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Finally, it is obvious that the widespread celebration of Christmas is as much a cultural/secular celebration as a religious one.  To be a hypocrite on this matter, an atheist would have to both reject the Christian narrative of Jesus, while annually pretending during December to believe it for personal gain. However, since Christmas is celebrated without regard for personal beliefs about the existence of Jesus, no such hypocrisy is necessary or prevalent among atheists.  Essentially, just as a pagan holiday was co-opted by Christians, a Christian holiday has been co-opted by society-at-large. 
  
 
==References==
 
==References==

Revision as of 20:19, 16 March 2013

This argument may be used by a theist to criticize atheists or those of different faiths for celebrating a holiday based on a faith not their own. The argument does not actually address beliefs about the nature of reality, and instead focuses a personal attack on the atheist or person of a different faith. This is the logical fallacy of the ad hominem, whereby one attempts to undermine the truth of a conclusion based not on evidence or reason, but by a personal attack on the holder of the conclusion. As such, It doesn't serve a productive purpose in a sincere discussion and should be called out as irrelevant to any question of the existence of gods.

Counter-apologetics

It may be useful to point out that, for atheists, the holiday in question is not celebrated for its religious values, and that the holiday itself is not recognized by the government for its religious values, but as a matter of convenience. It is difficult to argue that an atheist is hypocritical for taking a holiday off, when society-at-large recognizes it as a day traditionally taken off from work and school. For some holidays, even theists have different motivations for celebrating a day off; the same holiday may be celebrated for different reasons among different cultures or religions.

It is important to point out that a number of major religious holidays have been scheduled to co-opt existing holidays of other religions, such that the new religious tradition claims the day for itself. Both Christmas (see The sun in religion) and Easter are old pagan celebrations subsequently claimed by Christianity. [1] [2] [3]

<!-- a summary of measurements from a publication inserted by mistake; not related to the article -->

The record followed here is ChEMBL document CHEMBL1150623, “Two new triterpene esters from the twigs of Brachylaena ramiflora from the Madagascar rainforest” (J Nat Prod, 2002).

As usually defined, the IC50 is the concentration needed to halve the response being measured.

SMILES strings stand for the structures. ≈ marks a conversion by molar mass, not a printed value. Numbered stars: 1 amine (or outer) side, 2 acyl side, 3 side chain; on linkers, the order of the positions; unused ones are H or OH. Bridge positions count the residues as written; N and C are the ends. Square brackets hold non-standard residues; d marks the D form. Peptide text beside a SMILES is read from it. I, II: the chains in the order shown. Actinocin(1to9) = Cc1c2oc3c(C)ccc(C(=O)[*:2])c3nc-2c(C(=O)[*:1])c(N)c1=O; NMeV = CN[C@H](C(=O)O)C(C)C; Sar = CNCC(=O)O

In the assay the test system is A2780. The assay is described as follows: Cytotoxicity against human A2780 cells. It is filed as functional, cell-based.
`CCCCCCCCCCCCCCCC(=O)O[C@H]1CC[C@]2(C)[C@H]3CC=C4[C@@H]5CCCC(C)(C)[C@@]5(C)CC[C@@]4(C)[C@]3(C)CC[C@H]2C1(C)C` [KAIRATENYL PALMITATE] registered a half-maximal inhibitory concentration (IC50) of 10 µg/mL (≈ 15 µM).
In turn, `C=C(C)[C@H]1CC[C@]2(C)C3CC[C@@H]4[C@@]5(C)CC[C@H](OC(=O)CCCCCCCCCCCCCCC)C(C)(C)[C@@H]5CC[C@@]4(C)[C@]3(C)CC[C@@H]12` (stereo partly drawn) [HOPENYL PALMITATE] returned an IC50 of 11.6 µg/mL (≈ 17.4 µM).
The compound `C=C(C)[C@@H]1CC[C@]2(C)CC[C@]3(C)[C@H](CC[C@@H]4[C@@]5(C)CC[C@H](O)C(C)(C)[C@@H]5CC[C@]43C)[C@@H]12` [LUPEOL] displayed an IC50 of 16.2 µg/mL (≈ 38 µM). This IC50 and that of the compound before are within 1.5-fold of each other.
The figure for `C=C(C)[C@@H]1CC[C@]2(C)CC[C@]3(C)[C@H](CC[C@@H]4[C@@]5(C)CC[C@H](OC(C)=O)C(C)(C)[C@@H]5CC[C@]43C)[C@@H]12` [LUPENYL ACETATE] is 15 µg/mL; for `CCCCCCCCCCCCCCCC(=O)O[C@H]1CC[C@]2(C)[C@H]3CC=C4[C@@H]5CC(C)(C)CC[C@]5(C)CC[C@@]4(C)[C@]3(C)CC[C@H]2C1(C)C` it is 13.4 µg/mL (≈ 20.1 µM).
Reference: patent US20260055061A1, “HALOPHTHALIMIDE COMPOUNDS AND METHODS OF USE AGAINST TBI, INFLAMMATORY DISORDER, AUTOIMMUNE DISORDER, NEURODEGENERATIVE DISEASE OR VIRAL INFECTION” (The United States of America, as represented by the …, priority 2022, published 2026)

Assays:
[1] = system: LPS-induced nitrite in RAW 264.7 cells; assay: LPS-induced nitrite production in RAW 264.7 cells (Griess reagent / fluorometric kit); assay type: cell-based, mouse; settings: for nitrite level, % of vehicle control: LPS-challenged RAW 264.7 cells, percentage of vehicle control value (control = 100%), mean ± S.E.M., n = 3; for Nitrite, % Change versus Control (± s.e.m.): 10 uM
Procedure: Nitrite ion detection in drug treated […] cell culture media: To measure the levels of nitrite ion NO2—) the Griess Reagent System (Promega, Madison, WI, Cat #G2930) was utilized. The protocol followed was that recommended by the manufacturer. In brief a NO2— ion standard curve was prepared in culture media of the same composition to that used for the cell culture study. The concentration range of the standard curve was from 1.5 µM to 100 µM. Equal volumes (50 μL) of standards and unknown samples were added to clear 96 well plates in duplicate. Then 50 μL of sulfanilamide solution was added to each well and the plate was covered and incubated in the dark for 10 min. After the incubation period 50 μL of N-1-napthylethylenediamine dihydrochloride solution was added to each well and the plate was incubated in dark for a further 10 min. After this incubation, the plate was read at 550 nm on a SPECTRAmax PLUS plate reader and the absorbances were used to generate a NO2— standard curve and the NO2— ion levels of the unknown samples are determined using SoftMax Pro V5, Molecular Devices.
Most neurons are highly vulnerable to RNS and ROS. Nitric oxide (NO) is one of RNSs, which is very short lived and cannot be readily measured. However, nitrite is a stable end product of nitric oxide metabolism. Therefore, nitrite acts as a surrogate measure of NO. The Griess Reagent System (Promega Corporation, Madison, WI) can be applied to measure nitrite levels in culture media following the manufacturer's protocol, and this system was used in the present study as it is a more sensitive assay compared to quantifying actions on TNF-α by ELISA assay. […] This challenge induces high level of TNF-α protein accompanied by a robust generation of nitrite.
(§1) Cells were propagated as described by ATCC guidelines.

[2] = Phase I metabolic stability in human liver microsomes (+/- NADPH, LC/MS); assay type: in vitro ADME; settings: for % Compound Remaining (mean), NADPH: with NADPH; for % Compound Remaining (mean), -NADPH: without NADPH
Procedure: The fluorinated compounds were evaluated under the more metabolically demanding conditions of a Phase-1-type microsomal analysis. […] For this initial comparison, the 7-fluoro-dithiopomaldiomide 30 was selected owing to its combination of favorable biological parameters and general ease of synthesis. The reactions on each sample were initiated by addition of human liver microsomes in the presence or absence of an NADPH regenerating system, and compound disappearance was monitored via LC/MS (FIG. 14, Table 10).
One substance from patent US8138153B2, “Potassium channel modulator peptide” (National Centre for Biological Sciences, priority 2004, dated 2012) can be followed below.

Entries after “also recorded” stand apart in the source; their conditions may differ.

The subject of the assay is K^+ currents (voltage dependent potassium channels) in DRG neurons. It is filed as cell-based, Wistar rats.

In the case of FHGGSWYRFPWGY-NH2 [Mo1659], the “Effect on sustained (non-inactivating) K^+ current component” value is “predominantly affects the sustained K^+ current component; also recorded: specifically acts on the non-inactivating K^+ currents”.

Another thing to point out is that we regularly denote the passage of time based on religious mythology we no longer accept. For example, the name Thursday originally celebrated the Norse God of thunder, Thor. In fact, every day of the week originally was a celebration of a Roman, Norse, or pagan god. The names of months, too, often have similar mythological origins. Are we hypocritical to recognize such days and months when we no longer hold such beliefs?

Finally, it is obvious that the widespread celebration of Christmas is as much a cultural/secular celebration as a religious one. To be a hypocrite on this matter, an atheist would have to both reject the Christian narrative of Jesus, while annually pretending during December to believe it for personal gain. However, since Christmas is celebrated without regard for personal beliefs about the existence of Jesus, no such hypocrisy is necessary or prevalent among atheists. Essentially, just as a pagan holiday was co-opted by Christians, a Christian holiday has been co-opted by society-at-large.

References

  1. http://en.wikipedia.org/wiki/Christmas#Pre-Christian_background
  2. http://www.guardian.co.uk/commentisfree/belief/2010/apr/03/easter-pagan-symbolism
  3. http://www.thercg.org/books/ttooe.html


v · d Common objections to atheism and counter-apologetics
Personal   Why are you trying to tear down other people's faith? · Why can't everyone just have their own beliefs? · What are your qualifications? · Atheists believe in nothing · You are a communist · Why do atheists inspire such hatred? · That's not my God
Religious   That's not in my Bible · They're not true Christians · You just want to sin · Atheists know there is a God · It takes more faith to disbelieve than it does to believe · God doesn't believe in atheists · Science is a faith · Atheism is a religion · Atheists worship materialism · Hypocrisy of celebrating religious holidays · Atheism is based on faith · Religious belief is beneficial
Science and logic   You can't prove God doesn't exist · Science can't touch god · God can't be defined · So you think we came from nothing / pondsoup / monkeys? · If God didn't create everything, who did? · That might be true for you, but its not true for me · Religion is another way of knowing · Apologetics and dinosaurs